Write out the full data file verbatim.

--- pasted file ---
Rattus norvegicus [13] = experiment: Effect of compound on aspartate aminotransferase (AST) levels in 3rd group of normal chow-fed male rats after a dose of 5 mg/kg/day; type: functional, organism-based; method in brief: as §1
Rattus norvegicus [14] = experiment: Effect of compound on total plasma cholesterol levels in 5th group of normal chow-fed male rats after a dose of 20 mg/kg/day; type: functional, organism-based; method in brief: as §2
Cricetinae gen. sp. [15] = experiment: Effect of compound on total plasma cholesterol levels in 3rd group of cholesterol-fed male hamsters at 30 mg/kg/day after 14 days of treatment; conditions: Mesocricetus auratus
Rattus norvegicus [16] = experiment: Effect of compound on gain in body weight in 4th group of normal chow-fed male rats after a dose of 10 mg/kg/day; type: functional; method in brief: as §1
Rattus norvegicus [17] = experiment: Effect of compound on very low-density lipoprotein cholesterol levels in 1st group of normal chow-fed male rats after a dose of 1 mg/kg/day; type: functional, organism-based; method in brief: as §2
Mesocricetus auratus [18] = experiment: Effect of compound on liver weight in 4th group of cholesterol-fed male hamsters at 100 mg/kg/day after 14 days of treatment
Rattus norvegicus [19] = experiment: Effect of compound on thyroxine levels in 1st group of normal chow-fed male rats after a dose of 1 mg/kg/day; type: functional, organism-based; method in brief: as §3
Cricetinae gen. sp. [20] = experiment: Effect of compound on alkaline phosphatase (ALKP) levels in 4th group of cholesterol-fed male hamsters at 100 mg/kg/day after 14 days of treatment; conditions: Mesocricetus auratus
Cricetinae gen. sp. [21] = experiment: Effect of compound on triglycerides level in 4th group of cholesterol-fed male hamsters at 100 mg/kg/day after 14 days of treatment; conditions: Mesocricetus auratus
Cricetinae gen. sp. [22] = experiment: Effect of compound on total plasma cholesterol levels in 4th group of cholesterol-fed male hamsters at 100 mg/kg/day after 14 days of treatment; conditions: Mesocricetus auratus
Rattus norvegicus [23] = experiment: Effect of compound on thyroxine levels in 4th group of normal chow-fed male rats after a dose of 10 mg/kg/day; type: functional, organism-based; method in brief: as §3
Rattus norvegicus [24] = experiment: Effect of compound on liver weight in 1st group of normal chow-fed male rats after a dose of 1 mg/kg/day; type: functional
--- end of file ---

Rattus norvegicus [13] = experiment: Effect of compound on aspartate aminotransferase (AST) levels in 3rd group of normal chow-fed male rats after a dose of 5 mg/kg/day; type: functional, organism-based; method in brief: as §1
Rattus norvegicus [14] = experiment: Effect of compound on total plasma cholesterol levels in 5th group of normal chow-fed male rats after a dose of 20 mg/kg/day; type: functional, organism-based; method in brief: as §2
Cricetinae gen. sp. [15] = experiment: Effect of compound on total plasma cholesterol levels in 3rd group of cholesterol-fed male hamsters at 30 mg/kg/day after 14 days of treatment; conditions: Mesocricetus auratus
Rattus norvegicus [16] = experiment: Effect of compound on gain in body weight in 4th group of normal chow-fed male rats after a dose of 10 mg/kg/day; type: functional; method in brief: as §1
Rattus norvegicus [17] = experiment: Effect of compound on very low-density lipoprotein cholesterol levels in 1st group of normal chow-fed male rats after a dose of 1 mg/kg/day; type: functional, organism-based; method in brief: as §2
Mesocricetus auratus [18] = experiment: Effect of compound on liver weight in 4th group of cholesterol-fed male hamsters at 100 mg/kg/day after 14 days of treatment
Rattus norvegicus [19] = experiment: Effect of compound on thyroxine levels in 1st group of normal chow-fed male rats after a dose of 1 mg/kg/day; type: functional, organism-based; method in brief: as §3
Cricetinae gen. sp. [20] = experiment: Effect of compound on alkaline phosphatase (ALKP) levels in 4th group of cholesterol-fed male hamsters at 100 mg/kg/day after 14 days of treatment; conditions: Mesocricetus auratus
Cricetinae gen. sp. [21] = experiment: Effect of compound on triglycerides level in 4th group of cholesterol-fed male hamsters at 100 mg/kg/day after 14 days of treatment; conditions: Mesocricetus auratus
Cricetinae gen. sp. [22] = experiment: Effect of compound on total plasma cholesterol levels in 4th group of cholesterol-fed male hamsters at 100 mg/kg/day after 14 days of treatment; conditions: Mesocricetus auratus
Rattus norvegicus [23] = experiment: Effect of compound on thyroxine levels in 4th group of normal chow-fed male rats after a dose of 10 mg/kg/day; type: functional, organism-based; method in brief: as §3
Rattus norvegicus [24] = experiment: Effect of compound on liver weight in 1st group of normal chow-fed male rats after a dose of 1 mg/kg/day; type: functional